The world used to be so simple. You could talk to someone in person, call them on the phone, or mail them a letter. Now, in addition to those, we have video calls, texts, emojis, emails, posts, tweets, pins – it’s enough to make you crazy!
Faced with so many choices, how do you choose? How do you appear personable with so many options?
The answer lies in three basic questions.
Choice 1: Is your workplace formal or informal?
The climate of your workplace can tell you a lot about what is an acceptable tone. If your boss and coworkers like to be personable, you should feel comfortable doing the same. Of course you need to be true to who you are and your communication style. You don’t want to come across as two different people in person and digitally. You want to be authentic and reflect the person the recipient knows and trusts.
Take cues from the emails and conversations you have – it’s a safe bet to match their tone. If they are casual in their communication, that’s a green light for you to be less formal as well. Of course, always show respect, so a good rule of thumb is to be more professional in your first encounter with someone.
Choice 2: What tools are available?
As the commercial says “There’s an app for that!” Of course, there is! There are thousands of them!
No matter your communication need, there is an app that can help you. Of course wading through them is tedious, so here’s a run-down on some highly recommended ones.
Everyone has a phone, but try Skype, Zoom or Facetime for video calls. Body language is extremely important for personable communication, and showing your face gives you a much better chance of getting your message across.
Have a distributed team you need to keep up with? Try Voxer, a messaging app with live voice (think walkie-talkie), text, photo and location sharing. Alternatively, there’s Slack that provides real-time messaging, archiving and search features.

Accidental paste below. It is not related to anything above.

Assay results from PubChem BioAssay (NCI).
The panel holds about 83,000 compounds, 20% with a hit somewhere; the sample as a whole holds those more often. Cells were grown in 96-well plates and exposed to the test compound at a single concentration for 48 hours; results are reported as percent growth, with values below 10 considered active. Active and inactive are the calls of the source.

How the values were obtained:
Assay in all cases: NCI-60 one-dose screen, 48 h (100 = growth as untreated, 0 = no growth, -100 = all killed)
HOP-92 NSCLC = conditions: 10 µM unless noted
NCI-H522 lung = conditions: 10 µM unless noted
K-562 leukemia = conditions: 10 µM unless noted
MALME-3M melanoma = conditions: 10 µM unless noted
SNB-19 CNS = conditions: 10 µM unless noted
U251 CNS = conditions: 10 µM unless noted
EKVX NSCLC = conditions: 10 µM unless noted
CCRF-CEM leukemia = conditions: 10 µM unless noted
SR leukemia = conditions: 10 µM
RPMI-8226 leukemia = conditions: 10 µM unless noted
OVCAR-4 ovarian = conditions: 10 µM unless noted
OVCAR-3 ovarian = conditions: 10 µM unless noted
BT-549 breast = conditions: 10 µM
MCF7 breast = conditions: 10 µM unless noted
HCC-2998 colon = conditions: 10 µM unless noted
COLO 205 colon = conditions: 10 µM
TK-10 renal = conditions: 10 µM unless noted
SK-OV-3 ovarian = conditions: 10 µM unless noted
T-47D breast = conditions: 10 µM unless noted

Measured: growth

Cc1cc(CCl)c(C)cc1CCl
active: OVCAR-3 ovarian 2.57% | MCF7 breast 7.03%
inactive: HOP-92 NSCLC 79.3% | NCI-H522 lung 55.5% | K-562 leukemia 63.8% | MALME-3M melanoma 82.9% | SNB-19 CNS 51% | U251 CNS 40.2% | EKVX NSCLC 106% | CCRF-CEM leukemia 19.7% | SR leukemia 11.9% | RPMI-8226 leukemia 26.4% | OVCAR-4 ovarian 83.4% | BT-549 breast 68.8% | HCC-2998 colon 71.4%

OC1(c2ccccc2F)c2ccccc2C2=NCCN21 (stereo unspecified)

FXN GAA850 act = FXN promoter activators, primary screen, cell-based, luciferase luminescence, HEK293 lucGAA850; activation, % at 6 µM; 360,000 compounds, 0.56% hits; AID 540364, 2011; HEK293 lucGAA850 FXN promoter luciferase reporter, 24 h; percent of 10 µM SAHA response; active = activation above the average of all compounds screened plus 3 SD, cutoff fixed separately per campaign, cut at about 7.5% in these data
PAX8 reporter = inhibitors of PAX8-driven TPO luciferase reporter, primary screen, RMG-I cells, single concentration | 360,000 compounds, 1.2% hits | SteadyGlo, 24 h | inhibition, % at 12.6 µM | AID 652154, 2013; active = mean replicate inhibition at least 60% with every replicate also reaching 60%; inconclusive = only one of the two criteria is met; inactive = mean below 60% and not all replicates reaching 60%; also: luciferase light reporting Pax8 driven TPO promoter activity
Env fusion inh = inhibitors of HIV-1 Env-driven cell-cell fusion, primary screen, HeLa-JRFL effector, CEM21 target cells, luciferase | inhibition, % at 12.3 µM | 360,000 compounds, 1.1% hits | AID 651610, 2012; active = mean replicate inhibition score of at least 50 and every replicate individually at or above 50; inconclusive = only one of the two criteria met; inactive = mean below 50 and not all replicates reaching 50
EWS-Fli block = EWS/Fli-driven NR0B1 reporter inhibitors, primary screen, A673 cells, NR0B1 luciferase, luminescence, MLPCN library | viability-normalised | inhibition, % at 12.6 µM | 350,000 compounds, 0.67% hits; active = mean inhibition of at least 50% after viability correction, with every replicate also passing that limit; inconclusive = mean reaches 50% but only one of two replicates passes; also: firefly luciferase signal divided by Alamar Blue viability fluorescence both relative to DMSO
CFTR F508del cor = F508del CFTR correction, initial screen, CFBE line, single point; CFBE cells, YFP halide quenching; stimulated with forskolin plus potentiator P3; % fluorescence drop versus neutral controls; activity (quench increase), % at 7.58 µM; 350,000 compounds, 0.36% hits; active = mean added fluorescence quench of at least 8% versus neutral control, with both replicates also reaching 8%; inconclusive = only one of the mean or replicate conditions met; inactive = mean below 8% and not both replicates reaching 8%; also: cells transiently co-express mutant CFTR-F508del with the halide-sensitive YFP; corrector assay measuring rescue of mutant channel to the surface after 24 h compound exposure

Have to provide customer service? There’s Ilos that provides ridiculously simple screen recording so you can help team members (or family) share bugs and problems for you to fix. And Groove is a customer support ticket app that works via-email.
Choice 3: What’s the right communication medium?
I work for the Department of Defense and there is a lot of security regarding computer and phone use. We simply are not permitted to use a lot of the tools that are out there.
Know the tools you do have and you’ll be better prepared to choose the right medium.
One medium isn’t better than the other. It all depends on the conversation you are having and the person you are talking to. Below is a chart to kick start your thinking.
Selecting the right medium is about answering the following:
- Which medium will help me get my message across?
- Which medium will make it as easy as possible for the recipient(s)?
- Am I choosing the medium that’s easiest for me or the medium that will effectively facilitate a conversation?
Before the communication can even start, we have to make some good decisions.
Knowing what tone to use, what tools to use and what method to use are just the beginning.
Next week, we’ll dive into how to be personable in texts and emails.
Leaving you with this from the lighter side: Sorry I didn’t have the social skills to communicate with you when the office internet was down.